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  #1  
Old 24 October 2017, 11:36 AM
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No Rock dropped from overpass kills driver; teens charged with murder

Five teenagers accused of throwing rocks from a Michigan highway overpass were charged with second-degree murder Monday in the death of a man killed when one of them smashed the windshield of a van in which he was riding.

https://www.cbsnews.com/news/flint-m...interstate-75/
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  #2  
Old 24 October 2017, 02:23 PM
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The article makes it sound as if they callously went to McDonald's after killing a man; I wonder whether they even knew he was dead at that point.

I do think the authorities were right to charge them, even if I don't think they were necessarily as callous as the article makes them appear.

Seaboe
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  #3  
Old 24 October 2017, 07:38 PM
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Well, they had to have seen the resulting wreck from their efforts, so there was some degree of callousness there.
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Old 24 October 2017, 08:55 PM
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I don't think there was any wreck. The driver of the van White was riding in was able to pull over after the rock smashed through the windshield. And the other vehicles damaged from the rock throwing were described as disabled on the side of the road with most of them having tire damage. While it was certainly a very dangerous act done with no regard for others, I don't know that we can say with any certainty that they had any clue that someone had been killed.
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  #5  
Old 25 October 2017, 01:54 PM
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I agree that they might not - probably didn't - know that someone had been killed, but it amazes me that they didn't realize someone could get killed (or didn't care if it happened).
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  #6  
Old 25 October 2017, 02:00 PM
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Judge Teens accused of throwing rocks on highway charged with murder

Five high school students in Michigan are accused of throwing rocks off an overpass and killing a man.

Kenneth White, a 32-year-old father of four, was riding home last week when a rock hit and killed him. The five suspects are 15 to 17 years old. They are all charged with second-degree murder.

https://www.cbsnews.com/news/five-mi...ks-on-highway/
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  #7  
Old 25 October 2017, 02:59 PM
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Quote:
Originally Posted by ChasFink View Post
I agree that they might not - probably didn't - know that someone had been killed, but it amazes me that they didn't realize someone could get killed (or didn't care if it happened).
This. Even if they didn't realize the rock itself might kill someone directly, it seems really implausible to me that they didn't realize that they might cause a serious accident due to someone losing control of a car.

I don't know that they should be tried as adults. But they should certainly be tried. Whether the proper charge is murder or manslaughter I suppose depends on how the laws in that state are written.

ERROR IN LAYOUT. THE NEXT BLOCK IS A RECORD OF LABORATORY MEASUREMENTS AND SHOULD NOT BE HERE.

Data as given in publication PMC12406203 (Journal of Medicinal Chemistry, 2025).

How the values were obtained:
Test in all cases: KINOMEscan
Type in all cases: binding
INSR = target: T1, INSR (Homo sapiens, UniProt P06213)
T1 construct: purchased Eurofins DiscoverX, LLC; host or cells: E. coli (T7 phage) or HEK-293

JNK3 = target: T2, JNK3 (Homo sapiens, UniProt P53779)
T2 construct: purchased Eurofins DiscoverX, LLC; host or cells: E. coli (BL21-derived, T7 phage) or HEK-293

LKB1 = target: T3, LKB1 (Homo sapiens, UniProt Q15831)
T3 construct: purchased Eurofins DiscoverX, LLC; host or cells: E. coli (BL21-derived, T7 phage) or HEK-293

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  #8  
Old 25 October 2017, 03:30 PM
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I'm fine with trying them as adults, and I'm fine with it being murder. They took the time to round up rocks to go to the overpass and throw them at cars. They are also old enough to understand the speed at which cars drive on the highway, and to understand the results of a collision at that speed.

This same thing is a plot point in the Repairman Jack books. Jack left society and became Repairman Jack because his mother was killed when a guy threw a cinder block off an overpass and it hit the car they were all driving in.
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  #9  
Old 25 October 2017, 03:39 PM
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With regards to them having to know that there could have been injuries, the one that killed While wasn't the first rock they dropped (and possibly, even worse, wasn't the last). Police found a total of 20 rocks, including one that weighed 20 lbs on the freeway. Even leaving out the speed of the vehicles, a 20 pound rock dropped 20 feet or more is likely to cause injuries at minimum if it hits someone. IMO, what they were did would be the same as setting fire to what they thought were abandoned houses and having one of those fires killing someone who was sleeping in one of those houses.
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  #10  
Old 25 October 2017, 03:53 PM
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Quote:
Originally Posted by thorny locust View Post
This. Even if they didn't realize the rock itself might kill someone directly, it seems really implausible to me that they didn't realize that they might cause a serious accident due to someone losing control of a car.

I don't know that they should be tried as adults. But they should certainly be tried. Whether the proper charge is murder or manslaughter I suppose depends on how the laws in that state are written.
Quote:
Probate Code Section 712A.4
(1) If a juvenile 14 years of age or older is accused of an act that if committed by an adult would be a felony, the judge of the family division of circuit court in the county in which the offense is alleged to have been committed may waive jurisdiction under this section upon motion of the prosecuting attorney. After waiver, the juvenile may be tried in the court having general criminal jurisdiction of the offense.